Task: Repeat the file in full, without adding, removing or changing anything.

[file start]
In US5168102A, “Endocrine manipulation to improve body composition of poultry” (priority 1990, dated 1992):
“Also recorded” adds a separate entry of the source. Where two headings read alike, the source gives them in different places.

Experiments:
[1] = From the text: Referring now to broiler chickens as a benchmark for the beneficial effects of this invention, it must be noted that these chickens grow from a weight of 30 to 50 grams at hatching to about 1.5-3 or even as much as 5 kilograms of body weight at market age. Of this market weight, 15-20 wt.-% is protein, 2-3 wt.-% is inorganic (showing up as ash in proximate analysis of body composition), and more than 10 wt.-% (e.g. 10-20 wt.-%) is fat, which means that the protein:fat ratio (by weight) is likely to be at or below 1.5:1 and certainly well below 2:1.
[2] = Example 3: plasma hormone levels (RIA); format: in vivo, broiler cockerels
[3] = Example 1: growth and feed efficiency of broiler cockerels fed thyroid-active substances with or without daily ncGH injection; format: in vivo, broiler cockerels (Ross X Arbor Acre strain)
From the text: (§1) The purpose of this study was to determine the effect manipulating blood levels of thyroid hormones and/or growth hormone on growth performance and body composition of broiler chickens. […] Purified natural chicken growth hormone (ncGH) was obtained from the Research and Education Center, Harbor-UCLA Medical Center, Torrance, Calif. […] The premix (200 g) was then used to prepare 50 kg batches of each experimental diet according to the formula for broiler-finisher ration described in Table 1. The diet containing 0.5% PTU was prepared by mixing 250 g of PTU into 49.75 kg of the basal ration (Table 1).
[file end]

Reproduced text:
In US5168102A, “Endocrine manipulation to improve body composition of poultry” (priority 1990, dated 1992):
“Also recorded” adds a separate entry of the source. Where two headings read alike, the source gives them in different places.

Experiments:
[1] = From the text: Referring now to broiler chickens as a benchmark for the beneficial effects of this invention, it must be noted that these chickens grow from a weight of 30 to 50 grams at hatching to about 1.5-3 or even as much as 5 kilograms of body weight at market age. Of this market weight, 15-20 wt.-% is protein, 2-3 wt.-% is inorganic (showing up as ash in proximate analysis of body composition), and more than 10 wt.-% (e.g. 10-20 wt.-%) is fat, which means that the protein:fat ratio (by weight) is likely to be at or below 1.5:1 and certainly well below 2:1.
[2] = Example 3: plasma hormone levels (RIA); format: in vivo, broiler cockerels
[3] = Example 1: growth and feed efficiency of broiler cockerels fed thyroid-active substances with or without daily ncGH injection; format: in vivo, broiler cockerels (Ross X Arbor Acre strain)
From the text: (§1) The purpose of this study was to determine the effect manipulating blood levels of thyroid hormones and/or growth hormone on growth performance and body composition of broiler chickens. […] Purified natural chicken growth hormone (ncGH) was obtained from the Research and Education Center, Harbor-UCLA Medical Center, Torrance, Calif. […] The premix (200 g) was then used to prepare 50 kg batches of each experimental diet according to the formula for broiler-finisher ration described in Table 1. The diet containing 0.5% PTU was prepared by mixing 250 g of PTU into 49.75 kg of the basal ration (Table 1).